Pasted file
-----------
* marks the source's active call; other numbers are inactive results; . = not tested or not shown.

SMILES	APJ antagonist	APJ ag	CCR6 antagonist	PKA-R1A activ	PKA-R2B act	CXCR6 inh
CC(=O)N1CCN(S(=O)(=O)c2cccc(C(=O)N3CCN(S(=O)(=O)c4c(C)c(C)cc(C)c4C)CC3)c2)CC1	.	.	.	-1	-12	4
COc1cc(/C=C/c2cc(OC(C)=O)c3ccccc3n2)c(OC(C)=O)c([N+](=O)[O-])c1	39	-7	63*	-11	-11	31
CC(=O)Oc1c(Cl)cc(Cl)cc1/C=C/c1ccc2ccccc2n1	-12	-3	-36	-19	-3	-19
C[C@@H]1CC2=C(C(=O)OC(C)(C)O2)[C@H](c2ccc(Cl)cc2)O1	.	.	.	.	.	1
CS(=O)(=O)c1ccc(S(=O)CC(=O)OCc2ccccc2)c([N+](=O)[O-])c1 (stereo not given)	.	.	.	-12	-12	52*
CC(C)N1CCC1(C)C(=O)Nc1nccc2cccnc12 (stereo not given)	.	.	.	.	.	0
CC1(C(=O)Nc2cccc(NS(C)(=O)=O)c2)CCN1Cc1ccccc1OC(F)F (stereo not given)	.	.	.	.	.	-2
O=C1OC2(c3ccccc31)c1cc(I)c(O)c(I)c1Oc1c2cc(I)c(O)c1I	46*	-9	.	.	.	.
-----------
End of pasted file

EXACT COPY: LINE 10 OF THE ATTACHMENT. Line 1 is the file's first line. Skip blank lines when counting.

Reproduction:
O=C1OC2(c3ccccc31)c1cc(I)c(O)c(I)c1Oc1c2cc(I)c(O)c1I	46*	-9	.	.	.	.